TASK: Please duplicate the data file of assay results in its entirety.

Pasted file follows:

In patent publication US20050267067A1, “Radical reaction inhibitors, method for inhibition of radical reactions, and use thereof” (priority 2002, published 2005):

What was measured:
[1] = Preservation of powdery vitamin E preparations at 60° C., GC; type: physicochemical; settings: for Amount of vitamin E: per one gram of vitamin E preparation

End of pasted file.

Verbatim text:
In patent publication US20050267067A1, “Radical reaction inhibitors, method for inhibition of radical reactions, and use thereof” (priority 2002, published 2005):

What was measured:
[1] = Preservation of powdery vitamin E preparations at 60° C., GC; type: physicochemical; settings: for Amount of vitamin E: per one gram of vitamin E preparation